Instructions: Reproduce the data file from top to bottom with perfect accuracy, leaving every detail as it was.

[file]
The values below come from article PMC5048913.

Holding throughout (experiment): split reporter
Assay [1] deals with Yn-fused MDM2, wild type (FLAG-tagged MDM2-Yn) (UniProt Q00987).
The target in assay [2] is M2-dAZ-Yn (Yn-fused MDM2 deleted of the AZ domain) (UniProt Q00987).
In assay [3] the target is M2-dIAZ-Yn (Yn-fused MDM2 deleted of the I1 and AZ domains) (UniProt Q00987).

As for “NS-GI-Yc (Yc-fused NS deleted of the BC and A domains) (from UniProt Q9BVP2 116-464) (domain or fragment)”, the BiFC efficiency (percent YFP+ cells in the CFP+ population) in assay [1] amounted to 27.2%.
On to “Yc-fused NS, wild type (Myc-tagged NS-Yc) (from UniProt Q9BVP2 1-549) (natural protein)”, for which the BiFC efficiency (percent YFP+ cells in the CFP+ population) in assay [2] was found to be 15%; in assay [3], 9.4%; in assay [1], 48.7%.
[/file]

The values below come from article PMC5048913.

Holding throughout (experiment): split reporter
Assay [1] deals with Yn-fused MDM2, wild type (FLAG-tagged MDM2-Yn) (UniProt Q00987).
The target in assay [2] is M2-dAZ-Yn (Yn-fused MDM2 deleted of the AZ domain) (UniProt Q00987).
In assay [3] the target is M2-dIAZ-Yn (Yn-fused MDM2 deleted of the I1 and AZ domains) (UniProt Q00987).

As for “NS-GI-Yc (Yc-fused NS deleted of the BC and A domains) (from UniProt Q9BVP2 116-464) (domain or fragment)”, the BiFC efficiency (percent YFP+ cells in the CFP+ population) in assay [1] amounted to 27.2%.
On to “Yc-fused NS, wild type (Myc-tagged NS-Yc) (from UniProt Q9BVP2 1-549) (natural protein)”, for which the BiFC efficiency (percent YFP+ cells in the CFP+ population) in assay [2] was found to be 15%; in assay [3], 9.4%; in assay [1], 48.7%.